Digital financial services (DFS) have become the leading driver of inclusion for the unbanked around the world, particularly in developing countries. What makes this possible is not only innovation in products and technology but regulation. A complex set of rules underlies the ability of ordinary people to access financial services conveniently and safely through a few simple steps at the point of service – usually a mobile phone or a shop. For this to happen, legislators and central bankers must ensure that regulations in such areas as banking, payments, consumer protection, and anti-money laundering fit together to form an enabling framework.
How can regulation enable DFS for inclusive finance? First, a legal basis is necessary for a range of providers to serve the underbanked and unbanked, using a variety of delivery channels. These may include bank and nonbank providers as well as networks of agents – each with distinct strengths in serving clients across the country. Second, regulation supplies the mechanism for dealing collectively with the risks that DFS pose to customers and the financial system. Third, the way in which DFS-specific rules are developed and applied can (and should) accommodate innovation while promoting safety. The ideal is a balanced or proportionate regulatory system that enables and protects but avoids imposing undue compliance costs on (often low-margin) DFS providers.
The Four Basic Enablers
What steps can regulators take to promote financial inclusion through digital financial services? Based on its work in 10 countries in Africa and Asia, CGAP has identified four building blocks for creating an enabling and safe DFS regulatory framework.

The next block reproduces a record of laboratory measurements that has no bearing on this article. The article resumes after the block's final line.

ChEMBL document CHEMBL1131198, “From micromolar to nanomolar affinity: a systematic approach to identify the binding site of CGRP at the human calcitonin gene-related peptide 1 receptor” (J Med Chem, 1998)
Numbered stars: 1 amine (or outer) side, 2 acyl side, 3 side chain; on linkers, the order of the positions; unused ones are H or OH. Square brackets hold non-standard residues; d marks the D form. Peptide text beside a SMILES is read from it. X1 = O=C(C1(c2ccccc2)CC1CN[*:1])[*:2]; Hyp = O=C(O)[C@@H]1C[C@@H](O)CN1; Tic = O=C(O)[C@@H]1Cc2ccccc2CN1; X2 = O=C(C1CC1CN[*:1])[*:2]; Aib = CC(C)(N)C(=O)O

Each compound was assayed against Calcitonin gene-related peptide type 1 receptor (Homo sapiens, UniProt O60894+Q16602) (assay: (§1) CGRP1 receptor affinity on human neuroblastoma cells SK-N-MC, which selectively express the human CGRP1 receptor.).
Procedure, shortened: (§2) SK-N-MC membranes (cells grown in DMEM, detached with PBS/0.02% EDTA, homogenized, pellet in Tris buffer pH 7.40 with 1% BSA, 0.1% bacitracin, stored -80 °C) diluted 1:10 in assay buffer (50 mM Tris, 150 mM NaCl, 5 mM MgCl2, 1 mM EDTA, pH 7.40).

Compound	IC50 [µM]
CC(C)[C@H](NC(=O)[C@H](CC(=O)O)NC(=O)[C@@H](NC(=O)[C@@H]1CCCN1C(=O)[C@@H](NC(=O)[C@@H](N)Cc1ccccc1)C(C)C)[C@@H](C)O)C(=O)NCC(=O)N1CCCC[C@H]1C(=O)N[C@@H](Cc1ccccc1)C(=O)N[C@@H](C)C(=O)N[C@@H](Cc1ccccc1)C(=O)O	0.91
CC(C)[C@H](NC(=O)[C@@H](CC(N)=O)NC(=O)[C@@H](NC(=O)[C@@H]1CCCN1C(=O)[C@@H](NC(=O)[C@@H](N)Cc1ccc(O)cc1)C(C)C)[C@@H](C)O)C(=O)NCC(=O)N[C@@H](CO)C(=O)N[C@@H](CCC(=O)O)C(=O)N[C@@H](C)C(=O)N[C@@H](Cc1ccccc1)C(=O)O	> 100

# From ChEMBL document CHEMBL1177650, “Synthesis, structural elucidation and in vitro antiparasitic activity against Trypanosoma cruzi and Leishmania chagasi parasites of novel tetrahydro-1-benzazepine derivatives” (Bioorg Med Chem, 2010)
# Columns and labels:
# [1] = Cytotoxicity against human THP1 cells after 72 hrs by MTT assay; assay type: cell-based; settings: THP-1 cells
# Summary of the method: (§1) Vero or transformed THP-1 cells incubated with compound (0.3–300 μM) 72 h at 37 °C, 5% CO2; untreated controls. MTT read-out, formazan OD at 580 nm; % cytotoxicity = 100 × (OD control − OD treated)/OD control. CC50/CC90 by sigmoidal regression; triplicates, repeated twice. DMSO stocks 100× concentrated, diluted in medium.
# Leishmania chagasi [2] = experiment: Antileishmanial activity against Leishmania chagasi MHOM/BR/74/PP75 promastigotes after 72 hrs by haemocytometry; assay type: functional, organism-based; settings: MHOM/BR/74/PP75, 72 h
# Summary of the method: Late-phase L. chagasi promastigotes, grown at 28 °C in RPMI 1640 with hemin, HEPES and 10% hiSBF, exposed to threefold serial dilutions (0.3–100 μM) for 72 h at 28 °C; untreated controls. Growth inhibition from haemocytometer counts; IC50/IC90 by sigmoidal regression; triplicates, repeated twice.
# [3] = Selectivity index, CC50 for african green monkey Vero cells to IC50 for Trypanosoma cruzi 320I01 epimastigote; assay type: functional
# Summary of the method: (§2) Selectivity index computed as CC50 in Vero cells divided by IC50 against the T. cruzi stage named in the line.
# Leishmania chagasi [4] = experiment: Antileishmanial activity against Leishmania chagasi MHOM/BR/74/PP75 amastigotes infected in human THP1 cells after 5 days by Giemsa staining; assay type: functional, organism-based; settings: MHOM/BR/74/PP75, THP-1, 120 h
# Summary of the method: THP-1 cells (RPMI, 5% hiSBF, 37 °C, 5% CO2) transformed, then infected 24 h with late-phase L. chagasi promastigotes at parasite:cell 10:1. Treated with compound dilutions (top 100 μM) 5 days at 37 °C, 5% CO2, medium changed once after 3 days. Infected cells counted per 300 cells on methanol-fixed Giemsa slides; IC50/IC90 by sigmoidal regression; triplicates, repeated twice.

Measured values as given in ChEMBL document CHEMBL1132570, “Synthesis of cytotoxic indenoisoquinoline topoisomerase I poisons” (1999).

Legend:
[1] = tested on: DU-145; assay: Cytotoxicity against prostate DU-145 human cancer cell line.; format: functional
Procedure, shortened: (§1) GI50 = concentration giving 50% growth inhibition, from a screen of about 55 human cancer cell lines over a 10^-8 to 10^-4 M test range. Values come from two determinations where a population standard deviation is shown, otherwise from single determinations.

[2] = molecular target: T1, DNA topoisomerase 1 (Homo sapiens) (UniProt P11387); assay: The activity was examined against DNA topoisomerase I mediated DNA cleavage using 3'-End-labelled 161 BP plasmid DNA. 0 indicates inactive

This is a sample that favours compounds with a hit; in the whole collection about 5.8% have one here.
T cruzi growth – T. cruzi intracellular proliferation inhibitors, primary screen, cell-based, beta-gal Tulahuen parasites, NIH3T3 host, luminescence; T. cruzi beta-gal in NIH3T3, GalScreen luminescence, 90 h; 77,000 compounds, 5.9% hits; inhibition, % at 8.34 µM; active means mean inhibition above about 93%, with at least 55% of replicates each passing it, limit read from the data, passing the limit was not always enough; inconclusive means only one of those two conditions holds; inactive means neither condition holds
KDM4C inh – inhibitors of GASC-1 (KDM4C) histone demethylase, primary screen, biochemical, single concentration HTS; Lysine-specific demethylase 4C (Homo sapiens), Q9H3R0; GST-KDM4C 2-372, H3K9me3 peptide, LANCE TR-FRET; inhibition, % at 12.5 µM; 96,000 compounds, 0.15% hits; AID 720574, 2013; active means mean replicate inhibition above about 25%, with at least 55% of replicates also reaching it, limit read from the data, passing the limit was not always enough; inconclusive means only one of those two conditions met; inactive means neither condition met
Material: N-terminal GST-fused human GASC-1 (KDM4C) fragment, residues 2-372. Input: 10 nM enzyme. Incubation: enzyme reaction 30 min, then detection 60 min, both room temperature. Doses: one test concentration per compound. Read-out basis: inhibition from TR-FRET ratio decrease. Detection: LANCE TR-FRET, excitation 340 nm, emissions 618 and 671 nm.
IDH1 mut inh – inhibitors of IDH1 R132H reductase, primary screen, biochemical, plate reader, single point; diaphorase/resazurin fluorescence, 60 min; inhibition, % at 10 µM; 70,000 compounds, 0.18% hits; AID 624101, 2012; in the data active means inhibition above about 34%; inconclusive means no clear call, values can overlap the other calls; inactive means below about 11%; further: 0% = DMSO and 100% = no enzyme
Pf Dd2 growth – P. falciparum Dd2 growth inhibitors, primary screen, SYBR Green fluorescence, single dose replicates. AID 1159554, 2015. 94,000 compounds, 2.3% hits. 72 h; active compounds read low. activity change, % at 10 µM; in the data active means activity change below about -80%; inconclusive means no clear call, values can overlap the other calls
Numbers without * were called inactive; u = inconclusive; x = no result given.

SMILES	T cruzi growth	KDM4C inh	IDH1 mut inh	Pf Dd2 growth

E-Money Issuance by Nonbanks
Use of Agents
Risk-Based Customer Due Diligence
DFS operate within regulatory contexts shaped by policies on anti-money laundering and countering the financing of terrorism (AML/CFT). Proportionate AML/CFT frameworks use a risk-based approach to protect the integrity of the system while imposing the least burden on DFS outreach. This means allowing simplified customer due diligence (CDD) for lower-risk accounts and transactions, as recommended by the Financial Action Task Force (FATF) in its international guidance. Applying this approach eases providers’ costs of customer acquisition and ongoing transaction monitoring while bringing more people into the formal financial sector. A common risk-based approach is to create risk tiers in which CDD procedures of varying intensity are applied. The tiers are tied to the kinds of accounts or transactions provided, the types of clients, and the modalities of account opening and transacting (e.g., in-person or not). In the meantime, advances in ID systems in several countries are reducing cost and risk, while expanding inclusion.
Successful development of DFS regulation pays careful attention to wider contextual factors and competing policy objectives. These objectives can be summarized as inclusion, stability, integrity, and consumer protection (I-SIP). Policy processes should identify I-SIP linkages and work to maximize synergies while minimizing negative outcomes. Experience shows that achieving such a balance requires experimentation and iteration.